And holiness is not just a goal on the horizon, distant or otherwise. In paragraph 7, Pope Francis speaks of “the middle class of holiness”: parents, people who work hard for their loved ones, for the sick, our next-door neighbours who display God’s presence among us. It is these people who make real history.

Holiness also unites, especially when we look at the martyrs. People are persecuted or killed for their Christian faith, and the persecutors make no distinction between Catholics, Orthodox or Protestants. Theirs is a ecumenism of blood.

But these are just some factual statements, important as they may be. In Gaudete et exsultate, Pope Francis “would like to insist primarily on the call to holiness that the Lord addresses to each of us, the call that he also addresses, personally, to you: “Be holy, for I am holy” (Lev 11:44; cf. 1 Pet 1:16). The Exhortation should, then, be read as a personal letter to all of us. Paragraphs 14 to 18, under the header “For you too”, are essential reading in this regard. Each has their own way of achieving holiness, and while examples are good and helpful, they are not meant to simply be copied, “for that could even lead us astray from the one specific path that the Lord has in mind for us.” We are tasked to find our own path, our own vocation in life, because that is what is attainable for us.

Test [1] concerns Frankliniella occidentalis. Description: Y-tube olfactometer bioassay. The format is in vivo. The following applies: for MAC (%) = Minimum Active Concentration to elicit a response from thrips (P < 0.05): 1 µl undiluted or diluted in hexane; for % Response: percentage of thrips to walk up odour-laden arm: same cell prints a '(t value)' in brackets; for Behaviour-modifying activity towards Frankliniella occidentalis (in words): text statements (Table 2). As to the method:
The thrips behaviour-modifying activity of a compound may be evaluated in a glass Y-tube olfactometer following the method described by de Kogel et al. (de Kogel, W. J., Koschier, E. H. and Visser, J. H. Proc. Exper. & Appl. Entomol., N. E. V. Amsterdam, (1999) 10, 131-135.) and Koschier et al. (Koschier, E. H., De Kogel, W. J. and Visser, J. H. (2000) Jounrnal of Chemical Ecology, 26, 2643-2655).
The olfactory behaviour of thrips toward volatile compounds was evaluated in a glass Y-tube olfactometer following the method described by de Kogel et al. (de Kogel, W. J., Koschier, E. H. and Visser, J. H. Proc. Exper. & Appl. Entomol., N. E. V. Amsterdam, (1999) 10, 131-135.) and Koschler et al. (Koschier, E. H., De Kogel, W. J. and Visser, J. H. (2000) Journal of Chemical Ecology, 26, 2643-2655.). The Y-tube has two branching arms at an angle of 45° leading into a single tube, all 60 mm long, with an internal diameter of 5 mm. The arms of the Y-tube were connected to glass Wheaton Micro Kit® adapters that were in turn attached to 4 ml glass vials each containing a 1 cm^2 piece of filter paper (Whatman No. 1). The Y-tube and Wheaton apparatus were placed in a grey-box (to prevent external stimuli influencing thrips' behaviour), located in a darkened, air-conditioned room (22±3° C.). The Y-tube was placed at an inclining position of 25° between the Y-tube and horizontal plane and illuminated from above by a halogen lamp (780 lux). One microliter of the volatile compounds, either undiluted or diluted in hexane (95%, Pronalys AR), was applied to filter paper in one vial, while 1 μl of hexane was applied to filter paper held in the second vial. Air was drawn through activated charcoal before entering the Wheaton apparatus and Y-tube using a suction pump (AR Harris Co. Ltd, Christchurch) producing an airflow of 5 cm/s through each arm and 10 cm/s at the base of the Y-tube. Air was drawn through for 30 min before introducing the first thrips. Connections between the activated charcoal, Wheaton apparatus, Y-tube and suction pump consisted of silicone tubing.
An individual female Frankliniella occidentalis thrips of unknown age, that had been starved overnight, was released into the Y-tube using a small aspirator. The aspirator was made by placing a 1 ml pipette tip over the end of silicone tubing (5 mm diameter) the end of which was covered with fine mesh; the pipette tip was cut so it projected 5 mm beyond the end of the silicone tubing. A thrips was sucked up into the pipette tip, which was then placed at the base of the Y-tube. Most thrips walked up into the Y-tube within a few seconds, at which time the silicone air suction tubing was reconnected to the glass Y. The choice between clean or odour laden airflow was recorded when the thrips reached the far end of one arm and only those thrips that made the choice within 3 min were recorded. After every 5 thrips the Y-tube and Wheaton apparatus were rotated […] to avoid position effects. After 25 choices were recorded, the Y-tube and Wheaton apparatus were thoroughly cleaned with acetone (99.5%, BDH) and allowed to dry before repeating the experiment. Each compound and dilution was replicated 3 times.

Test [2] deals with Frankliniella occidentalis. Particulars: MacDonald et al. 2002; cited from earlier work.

In paragraph 12, the Holy Father stresses the “genius of women” which is “seen in feminine styles of holiness”. While listing a number of important female saints, he returns again to the “middle class”: “all those unknown or forgotten women who, each in her own way, sustained and transformed families and communities by the power of their witness.”

Holiness, or the attempt at achieving it, is essential to the mission of a Christian in the world. That mission, which each of us has, is “to reflect and embody, at a specific moment in history, a certain aspect of the Gospel.”